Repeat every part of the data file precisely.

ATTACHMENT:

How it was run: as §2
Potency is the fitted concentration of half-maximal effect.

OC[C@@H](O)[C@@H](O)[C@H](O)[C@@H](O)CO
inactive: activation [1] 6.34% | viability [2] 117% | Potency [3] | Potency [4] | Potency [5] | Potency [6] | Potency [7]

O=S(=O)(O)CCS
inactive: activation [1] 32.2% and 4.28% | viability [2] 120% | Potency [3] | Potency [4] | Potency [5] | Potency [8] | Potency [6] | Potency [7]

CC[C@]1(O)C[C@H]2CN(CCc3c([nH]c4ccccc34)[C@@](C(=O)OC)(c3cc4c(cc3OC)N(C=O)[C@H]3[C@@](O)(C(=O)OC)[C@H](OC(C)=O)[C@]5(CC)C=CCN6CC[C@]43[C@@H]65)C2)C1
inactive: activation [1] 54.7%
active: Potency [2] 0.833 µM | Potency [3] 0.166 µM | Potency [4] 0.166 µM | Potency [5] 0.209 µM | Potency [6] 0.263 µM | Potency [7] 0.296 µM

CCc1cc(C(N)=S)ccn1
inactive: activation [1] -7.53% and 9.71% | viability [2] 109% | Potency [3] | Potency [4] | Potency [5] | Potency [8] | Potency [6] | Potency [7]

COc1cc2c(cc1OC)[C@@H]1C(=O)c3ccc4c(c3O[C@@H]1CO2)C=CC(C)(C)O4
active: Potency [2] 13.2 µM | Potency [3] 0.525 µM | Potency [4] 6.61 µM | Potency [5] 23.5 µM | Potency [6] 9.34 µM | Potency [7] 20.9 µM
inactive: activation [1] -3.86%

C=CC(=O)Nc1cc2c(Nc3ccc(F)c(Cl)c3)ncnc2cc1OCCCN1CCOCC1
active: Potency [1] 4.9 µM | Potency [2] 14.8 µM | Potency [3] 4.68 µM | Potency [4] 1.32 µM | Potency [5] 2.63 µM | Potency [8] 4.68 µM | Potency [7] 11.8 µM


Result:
How it was run: as §2
Potency is the fitted concentration of half-maximal effect.

OC[C@@H](O)[C@@H](O)[C@H](O)[C@@H](O)CO
inactive: activation [1] 6.34% | viability [2] 117% | Potency [3] | Potency [4] | Potency [5] | Potency [6] | Potency [7]

O=S(=O)(O)CCS
inactive: activation [1] 32.2% and 4.28% | viability [2] 120% | Potency [3] | Potency [4] | Potency [5] | Potency [8] | Potency [6] | Potency [7]

CC[C@]1(O)C[C@H]2CN(CCc3c([nH]c4ccccc34)[C@@](C(=O)OC)(c3cc4c(cc3OC)N(C=O)[C@H]3[C@@](O)(C(=O)OC)[C@H](OC(C)=O)[C@]5(CC)C=CCN6CC[C@]43[C@@H]65)C2)C1
inactive: activation [1] 54.7%
active: Potency [2] 0.833 µM | Potency [3] 0.166 µM | Potency [4] 0.166 µM | Potency [5] 0.209 µM | Potency [6] 0.263 µM | Potency [7] 0.296 µM

CCc1cc(C(N)=S)ccn1
inactive: activation [1] -7.53% and 9.71% | viability [2] 109% | Potency [3] | Potency [4] | Potency [5] | Potency [8] | Potency [6] | Potency [7]

COc1cc2c(cc1OC)[C@@H]1C(=O)c3ccc4c(c3O[C@@H]1CO2)C=CC(C)(C)O4
active: Potency [2] 13.2 µM | Potency [3] 0.525 µM | Potency [4] 6.61 µM | Potency [5] 23.5 µM | Potency [6] 9.34 µM | Potency [7] 20.9 µM
inactive: activation [1] -3.86%

C=CC(=O)Nc1cc2c(Nc3ccc(F)c(Cl)c3)ncnc2cc1OCCCN1CCOCC1
active: Potency [1] 4.9 µM | Potency [2] 14.8 µM | Potency [3] 4.68 µM | Potency [4] 1.32 µM | Potency [5] 2.63 µM | Potency [8] 4.68 µM | Potency [7] 11.8 µM